ISSN Online: 2177-1235 | ISSN Impresso: 1983-5175

Artigo Anterior Próximo Artigo

Artigo Original - Ano 2019 - Volume 34 - Número 1

http://www.dx.doi.org/10.5935/2177-1235.2019RBCP0008

ABSTRACT

Introduction: Due to the increased incidence of breast cancer, the demand for breast reconstruction has been increasing, along with concerns regarding the satisfaction and quality of life of the patients. Mastectomy can be a traumatic experience, especially when it is perceived as a mutilation, which can impact self-esteem and emotional stability. The BREAST-Q® questionnaire was internationally validated and formulated for the pre- and postoperative assessment of quality of life related to breast reconstruction. This study aimed to evaluate quality of life and aesthetic result satisfaction in patients who underwent breast reconstruction with implants by comparing the period after breast reconstruction with the period before.
Method: A retrospective longitudinal observational study was carried out by reviewing the charts of patients who underwent breast reconstruction using silicone or tissue expander implants from January 2014 to December 2016, in association with a cross-sectional study of the Breast-Q® questionnaire and an evaluation of aesthetic results based on photographic analysis before and after surgery.
Results: We selected 74 patients who underwent breast reconstruction with implants (79.7% with silicone prostheses and 20.3% with expanders); 95.94% of the reconstructions were immediate, and no particular laterality predominated. We obtained statistical significance in the domains of both breast satisfaction and physical well-being. Most cases were considered satisfactory by the external evaluator.
Conclusion: The patients' quality of life in the period after breast reconstruction with breast implants was superior to that in the period prior to the procedure.

Keywords: Breast neoplasms; Prostheses and implants; Quality of life; Surgery, Plastic; Mastectomy

RESUMO

Introdução: Em decorrência do aumento na incidência de câncer de mama, a procura pela reconstrução mamária vem crescendo, juntamente com a preocupação em relação à satisfação e à qualidade de vida das pacientes. Mastectomia pode ser vivenciada de modo traumático, sendo considerada mutilação, afetando autoestima e estabilidade emocional. O questionário BREAST-Q® foi validado internacionalmente e formulado para avaliação pré e pós-operatória da qualidade de vida relacionada à reconstrução mamária. O objetivo do estudo é avaliar a qualidade de vida e satisfação com o resultado estético das pacientes submetidas à reconstrução mamária com implantes, comparando o período anterior com o período posterior à reconstrução mamária.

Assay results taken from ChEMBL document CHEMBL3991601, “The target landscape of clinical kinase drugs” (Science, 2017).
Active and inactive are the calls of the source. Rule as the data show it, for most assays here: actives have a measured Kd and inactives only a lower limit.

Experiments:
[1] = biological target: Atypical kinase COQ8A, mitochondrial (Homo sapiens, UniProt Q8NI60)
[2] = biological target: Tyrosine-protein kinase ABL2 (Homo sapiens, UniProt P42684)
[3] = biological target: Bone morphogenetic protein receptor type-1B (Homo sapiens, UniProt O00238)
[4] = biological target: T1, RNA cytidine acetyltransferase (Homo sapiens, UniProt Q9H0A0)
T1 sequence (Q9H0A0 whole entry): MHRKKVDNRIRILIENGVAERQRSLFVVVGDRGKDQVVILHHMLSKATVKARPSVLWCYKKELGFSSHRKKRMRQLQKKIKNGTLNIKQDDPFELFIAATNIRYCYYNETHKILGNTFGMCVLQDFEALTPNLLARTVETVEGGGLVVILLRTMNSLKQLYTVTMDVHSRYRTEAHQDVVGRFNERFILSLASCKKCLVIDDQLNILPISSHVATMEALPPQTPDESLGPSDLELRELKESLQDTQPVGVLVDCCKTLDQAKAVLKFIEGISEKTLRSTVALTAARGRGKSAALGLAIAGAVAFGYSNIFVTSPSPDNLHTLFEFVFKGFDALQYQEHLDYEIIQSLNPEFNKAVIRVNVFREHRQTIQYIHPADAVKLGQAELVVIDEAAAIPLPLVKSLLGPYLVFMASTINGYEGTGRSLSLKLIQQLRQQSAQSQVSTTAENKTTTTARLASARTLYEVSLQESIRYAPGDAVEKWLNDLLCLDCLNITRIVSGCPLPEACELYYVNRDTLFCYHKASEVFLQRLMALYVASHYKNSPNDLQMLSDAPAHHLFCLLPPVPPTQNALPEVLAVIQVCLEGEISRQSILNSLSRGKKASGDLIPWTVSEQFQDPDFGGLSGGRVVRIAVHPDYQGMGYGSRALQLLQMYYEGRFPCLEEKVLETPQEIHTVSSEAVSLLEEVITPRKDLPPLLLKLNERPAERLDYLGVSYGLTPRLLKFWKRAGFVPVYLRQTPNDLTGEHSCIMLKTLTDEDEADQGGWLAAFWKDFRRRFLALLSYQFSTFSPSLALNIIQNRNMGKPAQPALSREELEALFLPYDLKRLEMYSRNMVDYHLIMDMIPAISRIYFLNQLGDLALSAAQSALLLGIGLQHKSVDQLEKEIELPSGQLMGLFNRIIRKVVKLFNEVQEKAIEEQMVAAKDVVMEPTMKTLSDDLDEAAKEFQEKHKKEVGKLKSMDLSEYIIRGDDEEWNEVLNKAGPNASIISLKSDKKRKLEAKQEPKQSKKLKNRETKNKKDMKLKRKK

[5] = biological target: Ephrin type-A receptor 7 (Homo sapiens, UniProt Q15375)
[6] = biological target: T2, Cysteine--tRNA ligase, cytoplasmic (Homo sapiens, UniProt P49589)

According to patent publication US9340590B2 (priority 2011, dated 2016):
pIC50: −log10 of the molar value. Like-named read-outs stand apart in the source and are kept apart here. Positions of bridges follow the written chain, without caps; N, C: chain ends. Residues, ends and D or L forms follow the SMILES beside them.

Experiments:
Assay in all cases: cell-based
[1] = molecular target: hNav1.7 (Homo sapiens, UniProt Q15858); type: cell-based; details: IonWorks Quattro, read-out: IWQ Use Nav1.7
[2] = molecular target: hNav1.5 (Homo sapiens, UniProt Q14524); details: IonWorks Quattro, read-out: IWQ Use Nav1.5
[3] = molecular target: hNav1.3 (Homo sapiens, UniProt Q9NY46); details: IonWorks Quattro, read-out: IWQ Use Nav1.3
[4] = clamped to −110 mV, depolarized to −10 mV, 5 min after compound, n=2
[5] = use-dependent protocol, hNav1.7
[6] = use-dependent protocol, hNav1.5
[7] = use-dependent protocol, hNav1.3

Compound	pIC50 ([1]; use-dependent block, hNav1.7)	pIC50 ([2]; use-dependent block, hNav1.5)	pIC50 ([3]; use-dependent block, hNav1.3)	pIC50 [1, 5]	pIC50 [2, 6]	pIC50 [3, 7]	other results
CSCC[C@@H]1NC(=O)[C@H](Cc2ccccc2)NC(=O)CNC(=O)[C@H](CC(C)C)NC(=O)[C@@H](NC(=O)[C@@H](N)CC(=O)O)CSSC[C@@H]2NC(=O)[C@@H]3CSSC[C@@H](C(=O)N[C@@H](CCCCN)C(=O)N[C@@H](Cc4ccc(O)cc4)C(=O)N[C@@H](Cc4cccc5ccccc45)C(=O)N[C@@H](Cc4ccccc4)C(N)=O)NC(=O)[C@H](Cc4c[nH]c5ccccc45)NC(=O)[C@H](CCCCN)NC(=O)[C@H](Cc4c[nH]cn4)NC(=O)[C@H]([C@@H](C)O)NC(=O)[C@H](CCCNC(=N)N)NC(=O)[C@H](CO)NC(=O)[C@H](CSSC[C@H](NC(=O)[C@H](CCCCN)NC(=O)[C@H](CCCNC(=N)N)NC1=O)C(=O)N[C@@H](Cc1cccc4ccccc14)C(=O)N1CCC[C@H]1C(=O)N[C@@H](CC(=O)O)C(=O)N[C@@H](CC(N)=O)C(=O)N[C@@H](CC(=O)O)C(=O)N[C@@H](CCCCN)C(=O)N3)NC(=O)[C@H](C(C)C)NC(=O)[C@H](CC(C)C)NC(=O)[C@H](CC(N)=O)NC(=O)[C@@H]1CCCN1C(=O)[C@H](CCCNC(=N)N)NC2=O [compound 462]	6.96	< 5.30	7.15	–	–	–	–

Métodos: Realizado estudo observacional longitudinal retrospectivo por meio da revisão de prontuários de pacientes submetidas à reconstrução mamária com uso de implantes de silicone ou de expansor de tecido no período de janeiro de 2014 a dezembro de 2016, associado a estudo transversal por meio da aplicação do questionário Breast-Q® e avaliação do resultado estético após análise fotográfica pré e pós-operatória.
Resultados: Foram selecionadas 74 pacientes que foram submetidas à reconstrução mamária com implantes (79,7% com prótese de silicone e 20,3% com expansor); 95,94% das reconstruções foram imediatas e não houve predomínio quanto à lateralidade. Obtivemos significância estatística tanto no domínio satisfação com a mama quanto no domínio bem-estar físico. A maioria dos casos foram considerados satisfatórios pelo avaliador externo.
Conclusão: A qualidade de vida das pacientes no período posterior à reconstrução mamária com implantes mamários é superior em relação ao período anterior ao procedimento cirúrgico.

Palavras-chave: Neoplasias da mama; Implante de prótese; Qualidade de vida; Procedimentos cirúrgicos reconstrutivos; Mastectomia


INTRODUCTION

According to the National Cancer Institute, breast cancer is the second most common type of cancer among women in Brazil and worldwide, after non-melanoma skin cancer. Approximately 25% of all new cancer cases registered every year are breast cancers, and around 57,960 new cases of breast cancer registered in Brazil were expected in 2016. In 2013, 14,388 Brazilians, including 14,206 women, died from the disease1.

Owing to the increased incidence of breast cancer, the demand for breast reconstruction is also growing, along with concerns regarding the satisfaction and quality of life of patients.

Mastectomy, even when accompanied by immediate breast reconstruction, can be a traumatic experience for women and may be perceived as a mutilation, significantly impacting their self-esteem and emotional stability. In addition, after the surgery, patients may present with symptoms such as pain or discomfort in the breast area, changes in tactile sensation, and impaired upper limb functionality after dissection of the axillary lymph nodes, among others, all of which affect their quality of life2.

Given this scenario, breast reconstruction can be an important means of regaining a positive body image, re-establishing social engagement, and improving quality of life3.

The techniques used in breast reconstruction include the use of silicone prosthesis and tissue expanders and may be carried out immediately after mastectomy or may be delayed.